20. A method as in claim 17, the method further comprising: conveying the sheet past a second supply of heated air that is blown onto a second toner image on a side of the sheet different from the side of the sheet having the toner image so as to partially melt the second toner image, whereby duplex operation is achieved.

Description:

BACKGROUND

This disclosure relates generally to image production in electrophotographic systems and, more particularly to systems and methods for image gloss control.

A conventional apparatus for forming a image using an electrophotographic system generally uses a system in which an image formed of a toner is carried on an image carrying member, such as a photoreceptor drum and an intermediate transfer belt, and the image is transferred and fixed to a recording medium such as paper.

This kind of image forming apparatus may have, as a fixing device for rapidly fixing the toner image to the recording medium, a fixing unit, the recording medium containing the toner image being nip-transported under heating and pressing between a pair of fixing rolls, which are rotated in contact with each other. Such systems are generally referred to as fusers because they fuse the toner image to the recording medium.

Many documents produced by such systems, and, especially color printers, have a need for a uniform, high gloss. However, many fuser issues can lead to non-uniform gloss or a gradual change in gloss as the fuser ages. Examples of fuser roll induced gloss defects include edge wear, oil streaks, and air knife streaks such as from cool rings (due to non-uniform cooling of the fuser roll or recording medium after fusing) and random wavy gloss and gloss reduction as material accumulates on the roll that contacts the image. Post fuser temperature disparities also alter the image gloss. Post fuser gloss defects include belt hole artifacts from the post fuser belt transport.

Many of the roll-induced gloss defects improve when the fuser roll is replaced. However, if the gloss defects could be cured by a post-fuser heating process, useful fuser roll lifetimes could be extended by at least a factor of two and likely more.

SUMMARY

In accordance with one aspect of the disclosure a hot air convection glosser unit is provided just downstream of the fusing station in an electrophotographic image forming system. The glosser unit includes a sheet transporter operable to receive a sheet to which an image has been fixed and to transport the sheet, a sheet holder for holding the sheet on the sheet transporter, and a hot air source operable to provide hot air for convective heat transfer to at least a portion of the sheet during transport of the sheet. In addition, the glosser can include a cooling unit to assist in cooling the sheet and/or the sheet transporter.

In accordance with another aspect of the disclosure, a duplex hot air convection glosser unit is provided having two hot air convection glosser units provided in series so as to heat a first side of the sheet and then heat a second side of the sheet after the toner on the first side has cooled sufficiently.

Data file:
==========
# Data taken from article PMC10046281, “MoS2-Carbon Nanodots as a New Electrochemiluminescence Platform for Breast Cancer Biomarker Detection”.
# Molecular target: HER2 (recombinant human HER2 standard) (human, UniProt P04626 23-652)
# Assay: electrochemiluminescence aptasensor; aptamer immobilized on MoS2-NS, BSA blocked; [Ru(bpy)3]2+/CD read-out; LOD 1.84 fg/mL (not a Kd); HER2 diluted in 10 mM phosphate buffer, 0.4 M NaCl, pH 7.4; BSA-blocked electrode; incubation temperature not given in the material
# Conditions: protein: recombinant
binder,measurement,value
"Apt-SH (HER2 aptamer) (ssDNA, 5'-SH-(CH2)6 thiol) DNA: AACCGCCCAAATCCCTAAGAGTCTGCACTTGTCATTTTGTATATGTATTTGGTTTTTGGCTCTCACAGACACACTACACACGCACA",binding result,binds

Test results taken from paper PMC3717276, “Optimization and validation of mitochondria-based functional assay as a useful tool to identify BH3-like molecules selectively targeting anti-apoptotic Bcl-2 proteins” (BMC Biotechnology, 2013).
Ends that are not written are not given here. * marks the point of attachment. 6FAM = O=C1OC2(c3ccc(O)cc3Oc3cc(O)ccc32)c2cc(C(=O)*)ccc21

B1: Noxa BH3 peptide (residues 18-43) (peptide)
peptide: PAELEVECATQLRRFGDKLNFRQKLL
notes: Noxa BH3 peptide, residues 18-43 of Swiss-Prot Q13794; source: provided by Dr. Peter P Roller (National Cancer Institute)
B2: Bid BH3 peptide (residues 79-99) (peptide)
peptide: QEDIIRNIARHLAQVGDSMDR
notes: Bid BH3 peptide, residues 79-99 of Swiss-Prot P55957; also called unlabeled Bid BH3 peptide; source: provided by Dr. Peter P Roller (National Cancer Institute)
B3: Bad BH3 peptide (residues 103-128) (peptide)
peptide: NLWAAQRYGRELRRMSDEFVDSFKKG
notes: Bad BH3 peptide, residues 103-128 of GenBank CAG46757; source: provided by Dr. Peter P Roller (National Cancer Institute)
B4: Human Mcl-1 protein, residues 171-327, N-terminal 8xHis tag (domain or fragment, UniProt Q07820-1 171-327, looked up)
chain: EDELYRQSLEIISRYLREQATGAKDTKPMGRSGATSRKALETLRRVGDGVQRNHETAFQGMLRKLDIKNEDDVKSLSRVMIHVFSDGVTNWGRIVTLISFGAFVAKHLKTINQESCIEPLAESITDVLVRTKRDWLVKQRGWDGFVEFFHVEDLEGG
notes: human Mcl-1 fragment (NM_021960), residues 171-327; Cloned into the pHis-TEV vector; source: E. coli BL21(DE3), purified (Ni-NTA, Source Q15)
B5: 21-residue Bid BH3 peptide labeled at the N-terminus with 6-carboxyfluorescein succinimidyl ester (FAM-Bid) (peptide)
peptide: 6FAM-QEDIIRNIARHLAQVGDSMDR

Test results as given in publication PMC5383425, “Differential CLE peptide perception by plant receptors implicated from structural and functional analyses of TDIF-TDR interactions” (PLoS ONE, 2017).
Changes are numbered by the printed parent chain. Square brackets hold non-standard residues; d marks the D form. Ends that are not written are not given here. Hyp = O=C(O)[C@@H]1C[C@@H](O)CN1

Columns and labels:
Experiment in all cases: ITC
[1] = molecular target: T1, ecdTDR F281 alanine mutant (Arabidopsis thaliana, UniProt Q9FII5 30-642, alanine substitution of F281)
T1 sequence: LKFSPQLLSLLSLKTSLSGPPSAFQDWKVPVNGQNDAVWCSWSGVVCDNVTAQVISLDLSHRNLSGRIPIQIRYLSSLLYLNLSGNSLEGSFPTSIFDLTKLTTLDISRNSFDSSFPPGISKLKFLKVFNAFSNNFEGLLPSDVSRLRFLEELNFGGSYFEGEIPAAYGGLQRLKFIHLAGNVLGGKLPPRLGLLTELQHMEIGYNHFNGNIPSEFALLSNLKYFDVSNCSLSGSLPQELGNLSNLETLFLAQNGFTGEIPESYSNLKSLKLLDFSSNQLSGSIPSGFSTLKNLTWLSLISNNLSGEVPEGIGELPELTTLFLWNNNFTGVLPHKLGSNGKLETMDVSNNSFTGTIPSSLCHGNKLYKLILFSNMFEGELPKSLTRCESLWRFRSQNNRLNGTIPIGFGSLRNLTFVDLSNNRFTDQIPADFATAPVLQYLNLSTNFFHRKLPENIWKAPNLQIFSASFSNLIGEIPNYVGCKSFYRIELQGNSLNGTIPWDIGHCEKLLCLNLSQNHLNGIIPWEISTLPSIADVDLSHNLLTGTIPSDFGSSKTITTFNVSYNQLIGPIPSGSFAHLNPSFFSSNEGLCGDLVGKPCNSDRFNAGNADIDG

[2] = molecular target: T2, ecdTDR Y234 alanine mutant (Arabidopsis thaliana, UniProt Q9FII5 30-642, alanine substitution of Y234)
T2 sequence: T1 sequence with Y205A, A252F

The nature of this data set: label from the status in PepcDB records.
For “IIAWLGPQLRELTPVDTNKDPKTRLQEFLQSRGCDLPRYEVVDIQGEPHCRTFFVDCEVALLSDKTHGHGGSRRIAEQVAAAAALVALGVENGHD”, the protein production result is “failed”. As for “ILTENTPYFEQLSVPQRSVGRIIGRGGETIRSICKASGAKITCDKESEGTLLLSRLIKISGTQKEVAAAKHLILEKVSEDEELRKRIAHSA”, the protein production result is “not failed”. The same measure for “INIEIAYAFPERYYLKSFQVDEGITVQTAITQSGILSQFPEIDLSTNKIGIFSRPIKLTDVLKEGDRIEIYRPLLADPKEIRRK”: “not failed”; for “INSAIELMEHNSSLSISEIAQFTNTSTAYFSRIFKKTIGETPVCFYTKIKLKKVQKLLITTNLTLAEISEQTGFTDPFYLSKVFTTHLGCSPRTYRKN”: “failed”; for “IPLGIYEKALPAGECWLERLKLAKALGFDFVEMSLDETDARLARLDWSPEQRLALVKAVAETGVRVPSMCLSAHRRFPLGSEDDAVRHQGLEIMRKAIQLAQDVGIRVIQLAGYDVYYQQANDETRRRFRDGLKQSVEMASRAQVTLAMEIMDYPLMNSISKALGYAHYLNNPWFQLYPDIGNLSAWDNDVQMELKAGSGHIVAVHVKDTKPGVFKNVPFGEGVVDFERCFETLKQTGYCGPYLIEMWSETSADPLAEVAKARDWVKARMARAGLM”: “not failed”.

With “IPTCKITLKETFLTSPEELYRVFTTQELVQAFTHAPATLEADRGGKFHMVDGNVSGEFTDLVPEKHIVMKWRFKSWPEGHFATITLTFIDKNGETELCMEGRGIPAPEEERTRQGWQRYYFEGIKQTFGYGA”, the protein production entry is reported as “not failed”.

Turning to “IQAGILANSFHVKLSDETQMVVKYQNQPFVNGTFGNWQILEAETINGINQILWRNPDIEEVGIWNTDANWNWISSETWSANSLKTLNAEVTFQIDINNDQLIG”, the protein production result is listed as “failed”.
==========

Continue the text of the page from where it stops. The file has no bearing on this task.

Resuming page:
In accordance with yet another aspect of the disclosure, a duplex hot air convection glosser unit is provided having a single hot air convection glosser unit, and further including a sheet reversing unit operable to receive the sheet after its first side has been heated and sufficiently cooled reverse the orientation of the sheet (turn it upside-down) and then send the sheet through the glosser unit again so as to heat the toner image on the second side of the sheet.

BRIEF DESCRIPTION OF THE DRAWINGS

FIG. 1 is a schematic view of a single-sided hot air convection glosser system described herein.

FIG. 2 is a schematic view of a duplex hot air convection glosser system described herein.

FIG. 3 is a schematic view of a duplex hot air convection grosser system using a sheet reverser described herein.

FIG. 4 is a schematic representation of an electrophotographic imaging system incorporating a hot air convective glosser.

DETAILED DESCRIPTION OF EXEMPLARY EMBODIMENTS

US 2005/0219641 A1 (Kitano et al.) discloses an electrophotographic image forming apparatus in which a radiant heater is disposed downstream of the fusing station. The radiant heater includes a lamp and reflector to supply radiant energy to the fixed toner image to affect the glossiness of the final image. However, different materials will heat-up by different amounts depending on their ability to absorb radiant energy. For example, most toners are made predominantly from transparent thermoplastic materials that do not absorb much radiant energy. The amount of radiant energy absorbed by such toners depends largely on the type of pigment used in the toner, with black pigments typically absorbing much more radiant energy than colored pigments. Thus a radiant heater may not be a good choice for incorporation into a color image forming apparatus. A convective heater, on the other hand, should uniformly heat toners of all colors (including black).

Referring to FIG. 1 the hot air convective glosser system 1 of the current example is a single-sided hot air convective glosser system 1 having a hot air convective glosser 2. Single-sided hot air convective glosser 2 of the current example is able to reheat a fixed toner image on a recording medium 100 to correct for defects and produce a superior image gloss with improved consistency and uniformity, preferably without causing sheet distortion.

In the current example, hot air convective glosser 2 has sheet transporter 3 which receives, holds, and transports recording medium 100.